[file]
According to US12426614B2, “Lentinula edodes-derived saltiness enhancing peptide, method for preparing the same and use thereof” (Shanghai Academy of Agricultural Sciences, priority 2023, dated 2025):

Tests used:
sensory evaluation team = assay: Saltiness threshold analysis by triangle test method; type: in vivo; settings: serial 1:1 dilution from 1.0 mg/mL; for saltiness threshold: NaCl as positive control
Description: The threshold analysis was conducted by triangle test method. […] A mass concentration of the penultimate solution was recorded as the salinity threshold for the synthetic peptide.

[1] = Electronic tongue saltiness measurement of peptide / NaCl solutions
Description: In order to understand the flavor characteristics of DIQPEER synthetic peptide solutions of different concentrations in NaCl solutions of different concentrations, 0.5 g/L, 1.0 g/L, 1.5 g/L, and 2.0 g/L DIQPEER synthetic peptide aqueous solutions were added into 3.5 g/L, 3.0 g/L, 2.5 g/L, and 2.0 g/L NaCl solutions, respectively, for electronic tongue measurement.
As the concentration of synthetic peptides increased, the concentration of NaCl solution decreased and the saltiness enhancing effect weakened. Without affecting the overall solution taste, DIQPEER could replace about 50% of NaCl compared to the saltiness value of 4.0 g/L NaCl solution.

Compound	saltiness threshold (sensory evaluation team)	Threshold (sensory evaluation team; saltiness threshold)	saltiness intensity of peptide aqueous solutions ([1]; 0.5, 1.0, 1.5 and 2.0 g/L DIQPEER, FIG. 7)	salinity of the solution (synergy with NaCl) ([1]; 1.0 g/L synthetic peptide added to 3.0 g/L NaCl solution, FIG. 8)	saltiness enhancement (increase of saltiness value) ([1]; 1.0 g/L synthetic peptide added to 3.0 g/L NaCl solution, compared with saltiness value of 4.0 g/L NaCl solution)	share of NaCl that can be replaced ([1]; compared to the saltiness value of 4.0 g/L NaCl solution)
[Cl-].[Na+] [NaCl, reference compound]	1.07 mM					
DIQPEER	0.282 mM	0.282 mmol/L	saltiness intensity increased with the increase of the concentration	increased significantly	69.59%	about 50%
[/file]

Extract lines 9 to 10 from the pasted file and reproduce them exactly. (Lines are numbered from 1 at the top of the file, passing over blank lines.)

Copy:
[Cl-].[Na+] [NaCl, reference compound]	1.07 mM					
DIQPEER	0.282 mM	0.282 mmol/L	saltiness intensity increased with the increase of the concentration	increased significantly	69.59%	about 50%